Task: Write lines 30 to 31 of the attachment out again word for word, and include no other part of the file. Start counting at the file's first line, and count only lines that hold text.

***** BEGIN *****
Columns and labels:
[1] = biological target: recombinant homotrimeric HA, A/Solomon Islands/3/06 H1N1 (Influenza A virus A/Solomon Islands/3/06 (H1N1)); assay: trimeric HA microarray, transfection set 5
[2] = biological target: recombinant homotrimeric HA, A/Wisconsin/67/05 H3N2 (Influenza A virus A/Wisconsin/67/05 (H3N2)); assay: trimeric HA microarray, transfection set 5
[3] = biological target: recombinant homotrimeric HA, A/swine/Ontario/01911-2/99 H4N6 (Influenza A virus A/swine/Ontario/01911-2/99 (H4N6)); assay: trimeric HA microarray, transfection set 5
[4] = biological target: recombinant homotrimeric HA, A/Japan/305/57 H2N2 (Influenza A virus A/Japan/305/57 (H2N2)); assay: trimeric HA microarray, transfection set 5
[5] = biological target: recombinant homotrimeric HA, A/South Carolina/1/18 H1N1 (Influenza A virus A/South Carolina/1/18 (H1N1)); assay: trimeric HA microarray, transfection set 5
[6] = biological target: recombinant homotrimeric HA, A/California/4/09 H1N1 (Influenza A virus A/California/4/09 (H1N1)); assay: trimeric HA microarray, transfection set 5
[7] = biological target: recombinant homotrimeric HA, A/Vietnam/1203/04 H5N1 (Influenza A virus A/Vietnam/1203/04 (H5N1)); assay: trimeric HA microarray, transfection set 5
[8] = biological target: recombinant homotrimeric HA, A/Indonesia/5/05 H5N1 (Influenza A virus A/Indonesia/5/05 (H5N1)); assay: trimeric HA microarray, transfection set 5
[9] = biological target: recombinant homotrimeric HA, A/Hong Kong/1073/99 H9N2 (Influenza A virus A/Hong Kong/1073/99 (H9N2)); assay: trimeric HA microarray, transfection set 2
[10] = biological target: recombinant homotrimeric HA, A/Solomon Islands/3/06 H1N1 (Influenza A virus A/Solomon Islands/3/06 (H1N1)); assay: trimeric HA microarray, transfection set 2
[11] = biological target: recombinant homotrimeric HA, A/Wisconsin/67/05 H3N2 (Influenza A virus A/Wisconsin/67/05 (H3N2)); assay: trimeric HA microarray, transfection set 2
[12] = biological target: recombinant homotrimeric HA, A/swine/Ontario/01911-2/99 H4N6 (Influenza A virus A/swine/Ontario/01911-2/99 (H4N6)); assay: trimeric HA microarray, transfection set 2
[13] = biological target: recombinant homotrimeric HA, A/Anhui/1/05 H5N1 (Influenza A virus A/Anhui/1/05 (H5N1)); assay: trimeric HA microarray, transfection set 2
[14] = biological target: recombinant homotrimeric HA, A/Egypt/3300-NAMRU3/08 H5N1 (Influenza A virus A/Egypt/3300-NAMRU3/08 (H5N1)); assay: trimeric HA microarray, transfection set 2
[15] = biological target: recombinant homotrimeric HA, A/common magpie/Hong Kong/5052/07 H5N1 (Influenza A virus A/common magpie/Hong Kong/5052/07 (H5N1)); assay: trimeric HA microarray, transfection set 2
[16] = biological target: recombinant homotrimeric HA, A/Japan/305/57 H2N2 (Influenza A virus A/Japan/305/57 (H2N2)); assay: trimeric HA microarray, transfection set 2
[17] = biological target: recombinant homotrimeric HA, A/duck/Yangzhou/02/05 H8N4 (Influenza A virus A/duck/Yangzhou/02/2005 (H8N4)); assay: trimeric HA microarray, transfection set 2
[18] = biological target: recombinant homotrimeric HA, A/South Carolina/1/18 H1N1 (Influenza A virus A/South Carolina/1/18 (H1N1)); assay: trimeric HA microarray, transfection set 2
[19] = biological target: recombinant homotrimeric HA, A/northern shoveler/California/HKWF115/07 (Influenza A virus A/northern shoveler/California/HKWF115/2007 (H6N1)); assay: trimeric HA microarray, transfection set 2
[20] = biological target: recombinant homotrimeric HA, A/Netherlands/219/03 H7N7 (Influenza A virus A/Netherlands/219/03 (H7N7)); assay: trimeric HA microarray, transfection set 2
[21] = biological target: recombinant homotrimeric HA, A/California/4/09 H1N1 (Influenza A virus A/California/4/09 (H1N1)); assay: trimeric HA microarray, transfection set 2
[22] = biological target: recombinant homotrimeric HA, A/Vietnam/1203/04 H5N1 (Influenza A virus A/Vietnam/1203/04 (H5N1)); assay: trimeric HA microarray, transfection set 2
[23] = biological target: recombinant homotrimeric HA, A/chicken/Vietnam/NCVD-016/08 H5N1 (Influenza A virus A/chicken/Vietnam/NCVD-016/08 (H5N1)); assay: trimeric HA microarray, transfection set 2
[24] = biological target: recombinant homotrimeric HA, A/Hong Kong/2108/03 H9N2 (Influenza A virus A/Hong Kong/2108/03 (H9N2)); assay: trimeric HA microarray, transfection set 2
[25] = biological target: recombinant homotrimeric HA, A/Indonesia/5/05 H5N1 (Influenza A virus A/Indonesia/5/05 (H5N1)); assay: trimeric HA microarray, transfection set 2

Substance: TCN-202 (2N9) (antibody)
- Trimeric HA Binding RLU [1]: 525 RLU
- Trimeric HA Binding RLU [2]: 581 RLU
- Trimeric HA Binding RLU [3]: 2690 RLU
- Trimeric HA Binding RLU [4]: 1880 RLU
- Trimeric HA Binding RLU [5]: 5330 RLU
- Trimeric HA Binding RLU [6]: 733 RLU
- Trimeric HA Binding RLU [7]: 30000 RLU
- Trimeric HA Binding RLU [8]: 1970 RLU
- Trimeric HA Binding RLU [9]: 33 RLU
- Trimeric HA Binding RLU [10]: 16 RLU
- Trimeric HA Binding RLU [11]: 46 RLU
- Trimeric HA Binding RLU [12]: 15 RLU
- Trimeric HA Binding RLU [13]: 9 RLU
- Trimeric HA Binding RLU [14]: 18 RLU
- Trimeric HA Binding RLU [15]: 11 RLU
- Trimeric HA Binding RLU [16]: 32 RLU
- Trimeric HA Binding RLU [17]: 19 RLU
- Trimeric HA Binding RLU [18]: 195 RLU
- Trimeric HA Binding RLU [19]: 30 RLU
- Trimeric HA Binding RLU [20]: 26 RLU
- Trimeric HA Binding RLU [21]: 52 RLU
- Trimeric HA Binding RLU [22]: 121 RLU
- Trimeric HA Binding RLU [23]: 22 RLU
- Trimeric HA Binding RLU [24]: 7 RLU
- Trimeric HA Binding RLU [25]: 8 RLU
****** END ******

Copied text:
- Trimeric HA Binding RLU [3]: 2690 RLU
- Trimeric HA Binding RLU [4]: 1880 RLU